9. Eel River

Another excellent fishing area in Indiana is the Eel River. It starts out as a picturesque stream north of Fort Wayne and travels for about 100 miles, mostly through constrained agriculture and forested regions. Although the riverbanks may get overrun with tall trees and foliage, there are several places that are suitable for kayaking.

Many channel catfish, rock bass, and bluegill can be caught here. Additionally, keep an eye out for sandpipers, wood ducks, blue herons, and kingfishers. For newcomers, there are six campgrounds near the Eel River.

10. Frances Slocum State Forest

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The Indiana Department of Natural Resources is in charge of the 516 acres of natural land that make up Frances Slocum State Forest. The Frances Slocum State Forest offers routes for horseback riding, fishing, hunting, and hiking.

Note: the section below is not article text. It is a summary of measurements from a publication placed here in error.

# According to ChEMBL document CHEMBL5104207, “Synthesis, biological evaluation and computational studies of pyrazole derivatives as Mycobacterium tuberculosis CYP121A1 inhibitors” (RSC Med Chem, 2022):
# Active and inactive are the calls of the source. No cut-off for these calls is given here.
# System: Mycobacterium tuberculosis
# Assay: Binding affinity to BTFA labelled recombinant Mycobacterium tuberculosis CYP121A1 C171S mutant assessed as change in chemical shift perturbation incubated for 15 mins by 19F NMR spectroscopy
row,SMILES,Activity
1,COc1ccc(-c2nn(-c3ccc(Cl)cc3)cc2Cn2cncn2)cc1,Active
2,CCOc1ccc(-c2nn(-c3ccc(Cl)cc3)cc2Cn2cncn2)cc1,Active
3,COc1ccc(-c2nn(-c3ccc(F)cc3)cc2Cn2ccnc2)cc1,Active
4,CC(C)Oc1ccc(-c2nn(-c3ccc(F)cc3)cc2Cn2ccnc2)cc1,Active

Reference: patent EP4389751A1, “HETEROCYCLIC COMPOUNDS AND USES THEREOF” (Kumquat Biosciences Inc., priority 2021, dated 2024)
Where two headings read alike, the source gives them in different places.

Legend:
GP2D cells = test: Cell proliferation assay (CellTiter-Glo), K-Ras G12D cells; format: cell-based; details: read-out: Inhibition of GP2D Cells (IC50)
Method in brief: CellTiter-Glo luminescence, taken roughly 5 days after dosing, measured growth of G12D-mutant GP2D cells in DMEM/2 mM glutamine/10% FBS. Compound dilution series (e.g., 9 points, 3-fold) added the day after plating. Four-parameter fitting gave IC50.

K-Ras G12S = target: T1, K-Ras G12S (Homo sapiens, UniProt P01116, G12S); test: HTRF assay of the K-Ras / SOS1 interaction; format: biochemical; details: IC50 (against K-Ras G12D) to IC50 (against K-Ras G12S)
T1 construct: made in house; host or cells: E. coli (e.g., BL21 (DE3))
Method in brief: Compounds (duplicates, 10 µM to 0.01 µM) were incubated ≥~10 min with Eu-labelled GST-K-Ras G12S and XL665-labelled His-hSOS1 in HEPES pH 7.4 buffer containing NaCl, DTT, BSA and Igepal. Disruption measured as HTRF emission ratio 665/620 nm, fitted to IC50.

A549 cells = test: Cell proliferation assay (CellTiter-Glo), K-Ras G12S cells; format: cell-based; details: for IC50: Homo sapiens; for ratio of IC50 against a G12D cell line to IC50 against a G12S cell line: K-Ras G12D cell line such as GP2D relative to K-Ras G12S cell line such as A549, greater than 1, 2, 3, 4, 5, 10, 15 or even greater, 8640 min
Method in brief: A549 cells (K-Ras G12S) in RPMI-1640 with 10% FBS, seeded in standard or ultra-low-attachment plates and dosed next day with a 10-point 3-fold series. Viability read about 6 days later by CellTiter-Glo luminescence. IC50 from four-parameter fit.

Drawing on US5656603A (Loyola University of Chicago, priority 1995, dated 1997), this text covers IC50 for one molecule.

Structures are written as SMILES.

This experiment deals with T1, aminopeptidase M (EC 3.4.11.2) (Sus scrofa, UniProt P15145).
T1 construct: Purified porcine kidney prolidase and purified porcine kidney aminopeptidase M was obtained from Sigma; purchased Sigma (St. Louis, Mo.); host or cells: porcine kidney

While visiting Frances Slocum, you might also see coyotes, beavers, cottontail rabbits, fox squirrels, gray squirrels, raccoons, gray foxes, and red foxes, as well as other common animals. The snapping turtle and eastern hog-nosed snake are two reptiles and amphibians that may be seen.

Although, nowadays, everyone is conscious about animals and there are so many organizations now who are trying to ban these places. So, if you are reconsidering your thoughts on hunting animals, you can also visit these places to enjoy the beautiful sights of these animals.